Uptick in number of Singaporeans eating healthy when dining out, Latest Singapore News - The New Paper

Uptick in number of Singaporeans eating healthy when dining out

This article is more than 12 months old

More Singaporeans are choosing healthier food options when they dine out, according to the Health Promotion Board (HPB).

About 83 million healthier meals were sold by food and beverage operators, hawker centres and coffee shops under the HPB's Healthier Dining Programme between April and September this year.

In contrast, the figure between April last year and March was about 50 million.

To qualify as a healthier meal based on HPB's nutrition guidelines, a food option has to contain 500 calories or less.

In addition, the food option is assessed based on the ingredients used, the way the food is prepared, the recipe and the portions offered.

Under the programme, which was launched in June 2014 to provide healthier alternatives for Singaporeans who dine out, HPB partners with the food and beverage industry to offer lower-calorie meals, healthier ingredients, such as wholegrain staples, and reduced-sugar beverages.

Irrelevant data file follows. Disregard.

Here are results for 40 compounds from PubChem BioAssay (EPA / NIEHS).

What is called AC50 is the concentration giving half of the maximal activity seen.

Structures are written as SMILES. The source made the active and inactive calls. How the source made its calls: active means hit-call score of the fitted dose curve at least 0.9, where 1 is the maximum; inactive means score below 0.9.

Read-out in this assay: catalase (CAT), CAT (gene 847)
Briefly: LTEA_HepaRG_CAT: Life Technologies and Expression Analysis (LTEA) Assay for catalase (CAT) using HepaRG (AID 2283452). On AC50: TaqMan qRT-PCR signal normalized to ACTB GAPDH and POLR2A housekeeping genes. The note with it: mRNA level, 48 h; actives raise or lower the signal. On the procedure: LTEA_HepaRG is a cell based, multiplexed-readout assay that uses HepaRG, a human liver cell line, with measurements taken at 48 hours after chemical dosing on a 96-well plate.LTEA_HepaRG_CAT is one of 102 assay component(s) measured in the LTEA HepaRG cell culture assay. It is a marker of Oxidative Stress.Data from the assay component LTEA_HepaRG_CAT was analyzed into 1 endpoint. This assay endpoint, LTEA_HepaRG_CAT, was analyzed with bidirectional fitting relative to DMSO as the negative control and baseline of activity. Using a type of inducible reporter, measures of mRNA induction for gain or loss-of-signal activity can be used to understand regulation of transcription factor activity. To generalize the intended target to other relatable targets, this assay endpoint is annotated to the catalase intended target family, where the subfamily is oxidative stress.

Want healthy meals on the go? Fret no more, order them here and enjoy free delivery with exclusive Grabfood promo code.

Mr Zee Yoong Kang, HPB's chief executive, said: "The taste buds of Singaporeans are shifting. The war on diabetes has made Singaporeans very much aware of the need to adopt wholegrain, less-sugar options."

As of mid-October, there are more than 1,200 F&B operators, hawker centres and coffee shops that are in the programme.

The HPB has been working with these partners to incorporate wholegrains in conventional staples such as bread, rice and noodles.

In its latest partnership with Prata Wala, the first prata restaurant chain to come on board the programme, wholegrain variants of Singapore favourites such as prata and naan, which contain 25 per cent wholegrain flour, have been made available to consumers.

Mr Joseph Lee, the director of First Gourmet, the parent company of Prata Wala, said: "We tried to develop wholegrain prata about nine years ago but failed. We couldn't flip the prata because the wholegrain flour was very coarse at that time. The grains cut through the dough, and whenever we tried to flip the prata, it would tear."

Mr Zee said the availability of fine-cut wholegrain flour made wholegrain prata possible.

Swee Heng Bakery has also joined the programme and introduced six new wholegrain products, including Cranberry Mango Bun and Sweet Potato Chiffon Cake.

Food & Drink